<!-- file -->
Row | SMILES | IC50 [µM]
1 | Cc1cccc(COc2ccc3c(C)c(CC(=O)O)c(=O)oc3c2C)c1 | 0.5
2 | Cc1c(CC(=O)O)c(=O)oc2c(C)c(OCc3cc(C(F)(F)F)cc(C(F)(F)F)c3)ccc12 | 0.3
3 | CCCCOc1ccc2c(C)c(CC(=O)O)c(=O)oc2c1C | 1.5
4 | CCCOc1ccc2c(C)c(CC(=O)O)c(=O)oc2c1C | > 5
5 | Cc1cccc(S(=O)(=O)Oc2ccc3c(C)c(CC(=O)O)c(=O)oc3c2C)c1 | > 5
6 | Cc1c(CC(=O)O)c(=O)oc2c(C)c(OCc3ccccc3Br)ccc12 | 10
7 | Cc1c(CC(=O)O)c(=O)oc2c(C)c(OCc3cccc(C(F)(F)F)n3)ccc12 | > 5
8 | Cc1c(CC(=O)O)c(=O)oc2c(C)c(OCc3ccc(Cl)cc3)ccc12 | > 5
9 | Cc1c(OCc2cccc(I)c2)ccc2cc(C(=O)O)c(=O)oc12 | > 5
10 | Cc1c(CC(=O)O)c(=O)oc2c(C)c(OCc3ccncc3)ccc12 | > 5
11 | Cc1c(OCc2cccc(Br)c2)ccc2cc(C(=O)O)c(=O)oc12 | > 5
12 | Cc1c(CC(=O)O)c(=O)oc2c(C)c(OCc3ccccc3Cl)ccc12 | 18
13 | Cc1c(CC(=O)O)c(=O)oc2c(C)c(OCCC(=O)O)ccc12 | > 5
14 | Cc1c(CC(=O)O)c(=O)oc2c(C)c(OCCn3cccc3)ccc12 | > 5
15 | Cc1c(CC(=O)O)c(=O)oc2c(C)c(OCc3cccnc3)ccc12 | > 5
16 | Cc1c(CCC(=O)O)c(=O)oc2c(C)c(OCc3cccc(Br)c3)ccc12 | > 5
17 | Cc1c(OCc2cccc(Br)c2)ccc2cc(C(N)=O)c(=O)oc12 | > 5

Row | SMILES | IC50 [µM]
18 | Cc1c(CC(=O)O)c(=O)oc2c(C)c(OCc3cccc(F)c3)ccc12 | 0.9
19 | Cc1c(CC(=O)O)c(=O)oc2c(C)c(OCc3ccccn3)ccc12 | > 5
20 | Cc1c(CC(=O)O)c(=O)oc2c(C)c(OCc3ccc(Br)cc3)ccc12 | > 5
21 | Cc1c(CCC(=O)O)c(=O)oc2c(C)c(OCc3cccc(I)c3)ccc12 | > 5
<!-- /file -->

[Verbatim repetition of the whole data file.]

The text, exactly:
Row | SMILES | IC50 [µM]
1 | Cc1cccc(COc2ccc3c(C)c(CC(=O)O)c(=O)oc3c2C)c1 | 0.5
2 | Cc1c(CC(=O)O)c(=O)oc2c(C)c(OCc3cc(C(F)(F)F)cc(C(F)(F)F)c3)ccc12 | 0.3
3 | CCCCOc1ccc2c(C)c(CC(=O)O)c(=O)oc2c1C | 1.5
4 | CCCOc1ccc2c(C)c(CC(=O)O)c(=O)oc2c1C | > 5
5 | Cc1cccc(S(=O)(=O)Oc2ccc3c(C)c(CC(=O)O)c(=O)oc3c2C)c1 | > 5
6 | Cc1c(CC(=O)O)c(=O)oc2c(C)c(OCc3ccccc3Br)ccc12 | 10
7 | Cc1c(CC(=O)O)c(=O)oc2c(C)c(OCc3cccc(C(F)(F)F)n3)ccc12 | > 5
8 | Cc1c(CC(=O)O)c(=O)oc2c(C)c(OCc3ccc(Cl)cc3)ccc12 | > 5
9 | Cc1c(OCc2cccc(I)c2)ccc2cc(C(=O)O)c(=O)oc12 | > 5
10 | Cc1c(CC(=O)O)c(=O)oc2c(C)c(OCc3ccncc3)ccc12 | > 5
11 | Cc1c(OCc2cccc(Br)c2)ccc2cc(C(=O)O)c(=O)oc12 | > 5
12 | Cc1c(CC(=O)O)c(=O)oc2c(C)c(OCc3ccccc3Cl)ccc12 | 18
13 | Cc1c(CC(=O)O)c(=O)oc2c(C)c(OCCC(=O)O)ccc12 | > 5
14 | Cc1c(CC(=O)O)c(=O)oc2c(C)c(OCCn3cccc3)ccc12 | > 5
15 | Cc1c(CC(=O)O)c(=O)oc2c(C)c(OCc3cccnc3)ccc12 | > 5
16 | Cc1c(CCC(=O)O)c(=O)oc2c(C)c(OCc3cccc(Br)c3)ccc12 | > 5
17 | Cc1c(OCc2cccc(Br)c2)ccc2cc(C(N)=O)c(=O)oc12 | > 5

Row | SMILES | IC50 [µM]
18 | Cc1c(CC(=O)O)c(=O)oc2c(C)c(OCc3cccc(F)c3)ccc12 | 0.9
19 | Cc1c(CC(=O)O)c(=O)oc2c(C)c(OCc3ccccn3)ccc12 | > 5
20 | Cc1c(CC(=O)O)c(=O)oc2c(C)c(OCc3ccc(Br)cc3)ccc12 | > 5
21 | Cc1c(CCC(=O)O)c(=O)oc2c(C)c(OCc3cccc(I)c3)ccc12 | > 5